“If the federal government along with state government was able to build out procedures that allowed us to share data more effectively and more efficiently, that would really enable us to be more effective,” she said. “I really wish federal representatives could spend a day in the life, not for the dog and pony show of a focus group, but the day in the life of an individual trying to access our systems.”
Before health and human service practitioners can reshape their service delivery systems, they need the support and direction from their elected officials, who can set the agenda for improving services and direct policy.
“The number one barrier is the lack of elected leader championship,” she said. “It really requires that foundational work, to set the stage that this is a model that local government values, places importance on and prioritizes, starting with the resolution that says ‘Thou shalt create these system safety net departments to achieve these kinds of outcomes of not just getting people into services but getting them out of it to greater well-being.’”
Robinson had backup in Washington from Harris County Commissioners Lesley Briones and Rodney Ellis.
“It is imperative that we act with a greater sense of urgency because our babies are depending on us,” Briones said.
She credited ARPA with making the initial investment in the Black Maternal Health Program possible.
“Without the direct allocation of ARPA funds we would not have had that freedom,” to be innovative with the program, she said. “We are able to have this integrated, this holistic, ‘no wrong door’ approach to making sure these siloed services are coming together so we can track the data, track these individuals to have the safety net system work for them and then work so well that we get them out of the safety net.”
Breaking Down Silos to Address Maternal and Infant Mortality: Lessons from the Local Level
During this signature event, attendees heard from county leaders, national experts, and partners as they examine potential solutions through peer-to-peer information exchanges and policy discussions.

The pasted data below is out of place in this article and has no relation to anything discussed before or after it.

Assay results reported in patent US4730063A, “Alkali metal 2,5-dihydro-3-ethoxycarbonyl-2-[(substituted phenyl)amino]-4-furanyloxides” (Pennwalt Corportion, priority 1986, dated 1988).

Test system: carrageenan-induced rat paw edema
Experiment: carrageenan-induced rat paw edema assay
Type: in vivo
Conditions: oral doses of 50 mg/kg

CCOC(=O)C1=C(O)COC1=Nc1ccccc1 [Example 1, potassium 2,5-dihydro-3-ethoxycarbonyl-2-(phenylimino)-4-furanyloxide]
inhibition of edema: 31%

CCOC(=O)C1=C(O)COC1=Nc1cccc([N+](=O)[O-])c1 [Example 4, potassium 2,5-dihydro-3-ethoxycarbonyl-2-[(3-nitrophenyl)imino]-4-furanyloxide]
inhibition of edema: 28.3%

In early December, the Senate introduced the Local 9-8-8 Response Act of 2023. This bipartisan bill, introduced by Senator Alex Padilla (D-Calif.), aims to enhance mental health crisis response through the 9-8-8 Suicide and Crisis Lifeline.
In 2018, Congress passed the Substance-Use Disorder Prevention that Promotes Opioid Recovery and Treatment for Patients and Communities (SUPPORT) Act. On September 30, many policy provisions in the original package expired, requiring congressional reauthorization to continue these critical programs among a worsening overdose crisis.
The Community Health Centers of Linn and Benton County, Ore. are working with a recovery support service to alleviate barriers to treatment through its on-site dental program, which can see up to seven patients a day.
On December 6, the Department of Health and Human Services, through the Centers for Medicare and Medicaid Services, released an interim final rule that enforces state and local requirements for post-COVID-19 Public Health Emergency Medicaid eligibility redeterminations and disenrollment, also known as “Medicaid unwinding.”
On November 16, the White House released the first-ever U.S. Playbook to Address Social Determinants of Health, a policy guide aimed at integrating social services, public health, and the healthcare system to improve health outcomes in local communities by breaking down federal agency and local system silos.
On November 13, members of NACo's Commission on Mental Health and Wellbeing sent a letter to the U.S. Senate Committees on Finance and Health, Education, Labor and Pensions. The Commission called on Congress to support counties in delivering high-quality, assessible mental health services to address residents' comprehensive behavioral health needs in any mental health legislation package.